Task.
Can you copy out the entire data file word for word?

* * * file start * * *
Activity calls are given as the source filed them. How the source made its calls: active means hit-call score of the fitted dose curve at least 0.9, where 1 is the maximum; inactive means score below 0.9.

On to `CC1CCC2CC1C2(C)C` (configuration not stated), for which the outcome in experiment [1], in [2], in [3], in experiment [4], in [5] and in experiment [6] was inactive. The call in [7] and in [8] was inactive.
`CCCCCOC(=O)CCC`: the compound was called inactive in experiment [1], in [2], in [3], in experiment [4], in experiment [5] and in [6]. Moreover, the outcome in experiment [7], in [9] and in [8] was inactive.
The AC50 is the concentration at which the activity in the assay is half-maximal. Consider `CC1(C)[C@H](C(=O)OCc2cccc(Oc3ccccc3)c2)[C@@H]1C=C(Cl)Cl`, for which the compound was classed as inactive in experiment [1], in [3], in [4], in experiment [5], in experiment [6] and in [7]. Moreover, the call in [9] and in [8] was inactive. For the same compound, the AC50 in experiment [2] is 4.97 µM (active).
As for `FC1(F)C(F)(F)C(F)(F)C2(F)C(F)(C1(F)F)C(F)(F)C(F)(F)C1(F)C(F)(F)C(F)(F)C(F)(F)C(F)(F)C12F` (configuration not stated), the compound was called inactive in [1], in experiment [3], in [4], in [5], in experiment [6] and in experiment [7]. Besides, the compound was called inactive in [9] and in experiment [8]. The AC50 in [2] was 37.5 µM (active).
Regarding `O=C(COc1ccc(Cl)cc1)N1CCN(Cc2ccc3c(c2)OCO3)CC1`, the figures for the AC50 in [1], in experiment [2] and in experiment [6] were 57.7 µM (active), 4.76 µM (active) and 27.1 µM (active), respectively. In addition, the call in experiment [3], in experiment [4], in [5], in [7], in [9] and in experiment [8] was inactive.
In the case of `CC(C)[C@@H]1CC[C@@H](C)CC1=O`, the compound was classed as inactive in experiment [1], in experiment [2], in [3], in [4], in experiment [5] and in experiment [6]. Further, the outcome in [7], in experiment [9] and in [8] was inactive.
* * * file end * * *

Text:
Activity calls are given as the source filed them. How the source made its calls: active means hit-call score of the fitted dose curve at least 0.9, where 1 is the maximum; inactive means score below 0.9.

On to `CC1CCC2CC1C2(C)C` (configuration not stated), for which the outcome in experiment [1], in [2], in [3], in experiment [4], in [5] and in experiment [6] was inactive. The call in [7] and in [8] was inactive.
`CCCCCOC(=O)CCC`: the compound was called inactive in experiment [1], in [2], in [3], in experiment [4], in experiment [5] and in [6]. Moreover, the outcome in experiment [7], in [9] and in [8] was inactive.
The AC50 is the concentration at which the activity in the assay is half-maximal. Consider `CC1(C)[C@H](C(=O)OCc2cccc(Oc3ccccc3)c2)[C@@H]1C=C(Cl)Cl`, for which the compound was classed as inactive in experiment [1], in [3], in [4], in experiment [5], in experiment [6] and in [7]. Moreover, the call in [9] and in [8] was inactive. For the same compound, the AC50 in experiment [2] is 4.97 µM (active).
As for `FC1(F)C(F)(F)C(F)(F)C2(F)C(F)(C1(F)F)C(F)(F)C(F)(F)C1(F)C(F)(F)C(F)(F)C(F)(F)C(F)(F)C12F` (configuration not stated), the compound was called inactive in [1], in experiment [3], in [4], in [5], in experiment [6] and in experiment [7]. Besides, the compound was called inactive in [9] and in experiment [8]. The AC50 in [2] was 37.5 µM (active).
Regarding `O=C(COc1ccc(Cl)cc1)N1CCN(Cc2ccc3c(c2)OCO3)CC1`, the figures for the AC50 in [1], in experiment [2] and in experiment [6] were 57.7 µM (active), 4.76 µM (active) and 27.1 µM (active), respectively. In addition, the call in experiment [3], in experiment [4], in [5], in [7], in [9] and in experiment [8] was inactive.
In the case of `CC(C)[C@@H]1CC[C@@H](C)CC1=O`, the compound was classed as inactive in experiment [1], in experiment [2], in [3], in [4], in experiment [5] and in experiment [6]. Further, the outcome in [7], in experiment [9] and in [8] was inactive.